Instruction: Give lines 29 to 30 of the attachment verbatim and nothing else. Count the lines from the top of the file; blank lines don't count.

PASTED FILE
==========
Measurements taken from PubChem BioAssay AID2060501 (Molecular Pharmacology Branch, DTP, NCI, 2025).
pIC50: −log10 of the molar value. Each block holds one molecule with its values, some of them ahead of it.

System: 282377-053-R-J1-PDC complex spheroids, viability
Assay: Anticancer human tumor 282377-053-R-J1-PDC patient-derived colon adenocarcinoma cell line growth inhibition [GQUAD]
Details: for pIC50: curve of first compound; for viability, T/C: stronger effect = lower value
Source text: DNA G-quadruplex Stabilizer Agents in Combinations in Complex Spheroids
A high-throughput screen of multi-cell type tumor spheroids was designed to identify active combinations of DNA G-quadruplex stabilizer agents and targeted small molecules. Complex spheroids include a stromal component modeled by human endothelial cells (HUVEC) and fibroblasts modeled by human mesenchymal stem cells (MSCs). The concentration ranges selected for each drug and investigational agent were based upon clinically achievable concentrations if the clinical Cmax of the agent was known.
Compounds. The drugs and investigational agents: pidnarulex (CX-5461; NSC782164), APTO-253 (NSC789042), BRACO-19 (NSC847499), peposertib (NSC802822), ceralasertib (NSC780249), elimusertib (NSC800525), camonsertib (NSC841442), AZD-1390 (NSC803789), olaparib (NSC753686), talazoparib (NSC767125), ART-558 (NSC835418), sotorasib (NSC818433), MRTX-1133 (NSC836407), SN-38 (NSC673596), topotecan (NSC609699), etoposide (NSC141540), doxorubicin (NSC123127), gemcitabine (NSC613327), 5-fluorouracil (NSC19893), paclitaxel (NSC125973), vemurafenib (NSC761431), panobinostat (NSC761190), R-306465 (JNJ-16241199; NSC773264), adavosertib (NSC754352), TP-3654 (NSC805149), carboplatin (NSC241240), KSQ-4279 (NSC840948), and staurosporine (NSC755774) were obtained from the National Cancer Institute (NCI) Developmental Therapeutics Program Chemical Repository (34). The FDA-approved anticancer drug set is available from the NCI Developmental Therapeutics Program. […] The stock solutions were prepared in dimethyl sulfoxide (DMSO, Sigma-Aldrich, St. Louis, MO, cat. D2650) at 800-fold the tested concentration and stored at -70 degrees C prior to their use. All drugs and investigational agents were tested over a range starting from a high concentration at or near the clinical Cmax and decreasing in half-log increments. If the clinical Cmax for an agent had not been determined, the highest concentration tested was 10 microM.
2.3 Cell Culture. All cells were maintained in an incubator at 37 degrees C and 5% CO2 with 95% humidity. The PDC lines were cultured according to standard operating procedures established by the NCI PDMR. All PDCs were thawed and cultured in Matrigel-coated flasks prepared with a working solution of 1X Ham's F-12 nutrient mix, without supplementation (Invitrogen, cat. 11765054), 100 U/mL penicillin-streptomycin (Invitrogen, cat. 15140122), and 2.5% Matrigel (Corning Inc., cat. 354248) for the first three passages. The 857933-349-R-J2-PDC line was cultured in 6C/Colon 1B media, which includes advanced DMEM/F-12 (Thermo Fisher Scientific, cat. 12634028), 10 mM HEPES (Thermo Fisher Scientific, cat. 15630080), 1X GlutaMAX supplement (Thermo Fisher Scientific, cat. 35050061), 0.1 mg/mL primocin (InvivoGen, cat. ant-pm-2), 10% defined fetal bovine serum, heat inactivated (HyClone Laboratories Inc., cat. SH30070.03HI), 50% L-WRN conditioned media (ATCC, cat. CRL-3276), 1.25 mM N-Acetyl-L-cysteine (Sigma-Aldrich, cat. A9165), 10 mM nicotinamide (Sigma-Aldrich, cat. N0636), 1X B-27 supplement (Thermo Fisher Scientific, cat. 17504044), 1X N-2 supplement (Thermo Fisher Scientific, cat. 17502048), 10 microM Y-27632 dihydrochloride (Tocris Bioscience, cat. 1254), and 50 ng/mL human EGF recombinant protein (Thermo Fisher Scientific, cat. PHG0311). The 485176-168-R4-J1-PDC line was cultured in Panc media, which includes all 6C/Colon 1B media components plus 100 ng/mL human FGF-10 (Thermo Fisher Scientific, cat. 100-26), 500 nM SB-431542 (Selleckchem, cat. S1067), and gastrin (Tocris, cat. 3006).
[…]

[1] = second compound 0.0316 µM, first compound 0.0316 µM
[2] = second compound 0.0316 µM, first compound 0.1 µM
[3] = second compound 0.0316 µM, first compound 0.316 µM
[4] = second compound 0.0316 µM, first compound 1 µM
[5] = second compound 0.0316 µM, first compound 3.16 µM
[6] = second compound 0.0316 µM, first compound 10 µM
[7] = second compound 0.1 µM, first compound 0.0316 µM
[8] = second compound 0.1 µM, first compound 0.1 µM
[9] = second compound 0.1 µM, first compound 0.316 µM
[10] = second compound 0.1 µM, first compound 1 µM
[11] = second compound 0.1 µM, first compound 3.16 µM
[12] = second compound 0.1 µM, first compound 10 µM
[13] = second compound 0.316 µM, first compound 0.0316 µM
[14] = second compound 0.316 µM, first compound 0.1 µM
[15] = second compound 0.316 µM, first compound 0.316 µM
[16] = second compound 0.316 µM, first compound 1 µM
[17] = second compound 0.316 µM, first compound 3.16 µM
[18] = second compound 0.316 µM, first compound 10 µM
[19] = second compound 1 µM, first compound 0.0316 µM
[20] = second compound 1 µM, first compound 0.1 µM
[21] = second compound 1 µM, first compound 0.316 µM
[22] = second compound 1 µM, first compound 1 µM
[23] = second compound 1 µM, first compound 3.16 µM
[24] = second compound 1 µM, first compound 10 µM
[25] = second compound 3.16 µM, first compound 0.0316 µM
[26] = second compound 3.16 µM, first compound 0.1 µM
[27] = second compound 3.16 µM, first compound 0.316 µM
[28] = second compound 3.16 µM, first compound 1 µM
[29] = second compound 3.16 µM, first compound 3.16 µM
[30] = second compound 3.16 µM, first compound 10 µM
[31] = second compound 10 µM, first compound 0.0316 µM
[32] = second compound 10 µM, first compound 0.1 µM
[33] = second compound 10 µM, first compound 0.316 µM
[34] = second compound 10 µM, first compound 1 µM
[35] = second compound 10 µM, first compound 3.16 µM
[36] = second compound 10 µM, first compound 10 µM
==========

[19] = second compound 1 µM, first compound 0.0316 µM
[20] = second compound 1 µM, first compound 0.1 µM